Not all fat is the same. White fat is what we’re usually thinking of when we think of flabby tissue that stores excess calories, but brown fat is very different. Brown fat can burn energy, and some have suggested that people with more brown fat are healthier than those with less. But brown fat is typically situated deep within the body, making these assertions difficult to prove. Reporting in Nature Medicine, scientists have now been able to do just that.
"For the first time, [brown fat] reveals a link to lower risk of certain conditions," said Paul Cohen, the Albert Resnick, M.D., Assistant Professor and senior attending physician at The Rockefeller University Hospital. "These findings make us more confident about the potential of targeting brown fat for therapeutic benefit."
In this study, researchers were able to assess over 130,000 PET scans from 52,000 individuals to show that people with lots of brown fat are also healthier. Data from PET scans are tough to find because they not typically used, making this the largest study of its kind.
"These scans are expensive, but more importantly, they use radiation," explained first study author Tobias Becher, formerly a Clinical Scholar in the Cohen lab. "We don't want to subject many healthy people to that."
But Becher’s office is across the street from Memorial Sloan Kettering Cancer Center, where thousands of people go every year to get PET scans for cancer diagnosis. The radiologists often have to distinguish between brown fat lumps and tumors. "We realized this could be a valuable resource to get us started with looking at brown fat at a population scale," Becher said.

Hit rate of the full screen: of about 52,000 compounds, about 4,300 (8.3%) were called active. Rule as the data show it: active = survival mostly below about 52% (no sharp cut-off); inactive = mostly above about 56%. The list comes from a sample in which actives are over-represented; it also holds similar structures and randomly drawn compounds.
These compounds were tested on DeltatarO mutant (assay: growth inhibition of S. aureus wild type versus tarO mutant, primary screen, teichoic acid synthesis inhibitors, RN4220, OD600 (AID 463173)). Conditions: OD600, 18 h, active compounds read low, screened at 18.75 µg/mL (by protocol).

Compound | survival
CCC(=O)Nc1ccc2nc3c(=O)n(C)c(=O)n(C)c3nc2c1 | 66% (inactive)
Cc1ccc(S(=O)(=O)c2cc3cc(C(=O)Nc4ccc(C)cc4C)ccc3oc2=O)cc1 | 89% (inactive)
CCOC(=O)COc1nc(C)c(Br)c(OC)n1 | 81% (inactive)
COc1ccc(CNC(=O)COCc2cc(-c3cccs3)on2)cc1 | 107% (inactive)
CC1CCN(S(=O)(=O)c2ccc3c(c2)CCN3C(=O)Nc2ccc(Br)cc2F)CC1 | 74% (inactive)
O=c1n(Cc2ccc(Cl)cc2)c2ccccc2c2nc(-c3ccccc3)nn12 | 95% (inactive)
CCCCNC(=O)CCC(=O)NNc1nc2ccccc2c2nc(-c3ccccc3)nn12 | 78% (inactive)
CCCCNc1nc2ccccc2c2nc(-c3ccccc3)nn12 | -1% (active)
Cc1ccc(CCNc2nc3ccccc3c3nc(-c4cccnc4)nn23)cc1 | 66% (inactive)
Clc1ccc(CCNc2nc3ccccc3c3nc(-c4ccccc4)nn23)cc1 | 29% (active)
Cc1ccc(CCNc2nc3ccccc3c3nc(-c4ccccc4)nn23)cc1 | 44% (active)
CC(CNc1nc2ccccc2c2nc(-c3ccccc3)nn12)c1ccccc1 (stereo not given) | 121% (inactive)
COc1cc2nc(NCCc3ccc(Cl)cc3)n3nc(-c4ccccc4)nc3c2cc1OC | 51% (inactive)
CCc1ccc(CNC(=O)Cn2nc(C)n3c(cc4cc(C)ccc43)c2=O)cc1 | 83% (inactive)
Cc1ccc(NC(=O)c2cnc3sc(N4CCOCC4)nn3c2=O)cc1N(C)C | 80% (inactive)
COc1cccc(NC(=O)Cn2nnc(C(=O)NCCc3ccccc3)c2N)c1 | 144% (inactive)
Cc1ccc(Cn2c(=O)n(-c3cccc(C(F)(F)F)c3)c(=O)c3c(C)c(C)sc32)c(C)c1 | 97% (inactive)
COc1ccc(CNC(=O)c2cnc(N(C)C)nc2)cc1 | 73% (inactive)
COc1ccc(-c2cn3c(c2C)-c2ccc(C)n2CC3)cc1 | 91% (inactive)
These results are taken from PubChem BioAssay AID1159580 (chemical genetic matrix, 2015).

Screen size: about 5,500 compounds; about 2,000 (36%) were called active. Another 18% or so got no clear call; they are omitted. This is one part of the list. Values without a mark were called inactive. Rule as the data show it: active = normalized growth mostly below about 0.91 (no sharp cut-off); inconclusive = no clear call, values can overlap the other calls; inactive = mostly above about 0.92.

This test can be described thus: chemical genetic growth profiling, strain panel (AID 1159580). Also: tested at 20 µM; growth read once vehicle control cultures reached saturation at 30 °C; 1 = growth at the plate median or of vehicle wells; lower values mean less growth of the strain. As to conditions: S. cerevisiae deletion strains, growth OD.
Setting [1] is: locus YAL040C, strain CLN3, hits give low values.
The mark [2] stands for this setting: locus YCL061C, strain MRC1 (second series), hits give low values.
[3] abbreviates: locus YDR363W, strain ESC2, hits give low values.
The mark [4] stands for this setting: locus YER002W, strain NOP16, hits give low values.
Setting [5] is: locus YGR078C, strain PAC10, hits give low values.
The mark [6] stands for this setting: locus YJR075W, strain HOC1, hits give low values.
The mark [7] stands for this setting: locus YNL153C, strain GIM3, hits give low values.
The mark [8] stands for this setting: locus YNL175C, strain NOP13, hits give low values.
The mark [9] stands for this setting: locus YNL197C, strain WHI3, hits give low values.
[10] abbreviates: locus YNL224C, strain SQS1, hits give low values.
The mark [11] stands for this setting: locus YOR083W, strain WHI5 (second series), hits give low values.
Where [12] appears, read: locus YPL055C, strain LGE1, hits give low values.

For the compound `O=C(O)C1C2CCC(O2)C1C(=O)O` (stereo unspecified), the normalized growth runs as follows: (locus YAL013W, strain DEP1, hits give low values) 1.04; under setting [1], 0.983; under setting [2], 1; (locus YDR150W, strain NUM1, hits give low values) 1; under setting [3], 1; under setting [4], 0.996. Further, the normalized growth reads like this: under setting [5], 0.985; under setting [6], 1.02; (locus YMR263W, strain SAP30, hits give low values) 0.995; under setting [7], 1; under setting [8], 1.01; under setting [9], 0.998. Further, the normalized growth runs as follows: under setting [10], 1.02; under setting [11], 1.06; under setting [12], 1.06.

About ten percent of the PET scans they analyzed revealed brown fat. The work showed that people with detectable levels of brown fat were less likely than those that did not to have metabolic and cardiac diseases like type 2 diabetes or coronary artery disease. Cohen noted that since these patients had been counseled to avoid things that can raise brown fat levels like exercise and cold exposure, some of their levels may have been low.
In those with detectable brown fat levels, there was slight reduction in the prevalence of abnormal cholesterol – 18.9 percent of those with brown fat had abnormal cholesterol levels while 22.2 percent of people lacking brown fat had poor levels. People with brown fat were found to be less likely to develop congestive heart failure, coronary artery disease, or hypertension. Brown fat might help alleviate the adverse effects of obesity since the study showed that obese people with brown fat had risk factors that were similar to those of normal weight.
"It almost seems like they are protected from the harmful effects of white fat," Cohen said.
More work will be needed to understand the physiology underlying these observations.
"We are considering the possibility that brown fat tissue does more than consume glucose and burn calories, and perhaps actually participates in hormonal signaling to other organs," Cohen says.
The researchers are planning to continue to investigate brown fat biology and are interested in whether genetics predisposes people to have more or less of it.
"The natural question that everybody has is, 'What can I do to get more brown fat?'" Cohen said. "We don't have a good answer to that yet, but it will be an exciting space for scientists to explore in the upcoming years."